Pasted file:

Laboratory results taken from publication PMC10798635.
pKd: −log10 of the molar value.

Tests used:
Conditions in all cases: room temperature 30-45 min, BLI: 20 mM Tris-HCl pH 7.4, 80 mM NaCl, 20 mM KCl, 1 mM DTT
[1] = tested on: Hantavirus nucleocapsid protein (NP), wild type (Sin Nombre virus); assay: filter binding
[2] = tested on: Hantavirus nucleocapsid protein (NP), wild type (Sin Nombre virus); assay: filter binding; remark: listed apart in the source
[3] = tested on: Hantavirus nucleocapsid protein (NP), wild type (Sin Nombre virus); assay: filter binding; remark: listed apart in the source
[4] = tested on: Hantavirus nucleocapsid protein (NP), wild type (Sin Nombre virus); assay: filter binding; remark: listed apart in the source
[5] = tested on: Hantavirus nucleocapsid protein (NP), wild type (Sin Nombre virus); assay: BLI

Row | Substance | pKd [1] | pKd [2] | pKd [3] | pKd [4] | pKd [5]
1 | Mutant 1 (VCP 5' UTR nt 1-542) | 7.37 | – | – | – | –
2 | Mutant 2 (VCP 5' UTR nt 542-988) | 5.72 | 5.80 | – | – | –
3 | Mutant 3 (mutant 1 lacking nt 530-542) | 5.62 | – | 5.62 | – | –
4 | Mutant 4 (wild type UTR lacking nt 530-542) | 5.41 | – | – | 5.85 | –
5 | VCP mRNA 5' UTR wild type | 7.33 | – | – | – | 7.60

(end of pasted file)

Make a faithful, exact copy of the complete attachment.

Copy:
Laboratory results taken from publication PMC10798635.
pKd: −log10 of the molar value.

Tests used:
Conditions in all cases: room temperature 30-45 min, BLI: 20 mM Tris-HCl pH 7.4, 80 mM NaCl, 20 mM KCl, 1 mM DTT
[1] = tested on: Hantavirus nucleocapsid protein (NP), wild type (Sin Nombre virus); assay: filter binding
[2] = tested on: Hantavirus nucleocapsid protein (NP), wild type (Sin Nombre virus); assay: filter binding; remark: listed apart in the source
[3] = tested on: Hantavirus nucleocapsid protein (NP), wild type (Sin Nombre virus); assay: filter binding; remark: listed apart in the source
[4] = tested on: Hantavirus nucleocapsid protein (NP), wild type (Sin Nombre virus); assay: filter binding; remark: listed apart in the source
[5] = tested on: Hantavirus nucleocapsid protein (NP), wild type (Sin Nombre virus); assay: BLI

Row | Substance | pKd [1] | pKd [2] | pKd [3] | pKd [4] | pKd [5]
1 | Mutant 1 (VCP 5' UTR nt 1-542) | 7.37 | – | – | – | –
2 | Mutant 2 (VCP 5' UTR nt 542-988) | 5.72 | 5.80 | – | – | –
3 | Mutant 3 (mutant 1 lacking nt 530-542) | 5.62 | – | 5.62 | – | –
4 | Mutant 4 (wild type UTR lacking nt 530-542) | 5.41 | – | – | 5.85 | –
5 | VCP mRNA 5' UTR wild type | 7.33 | – | – | – | 7.60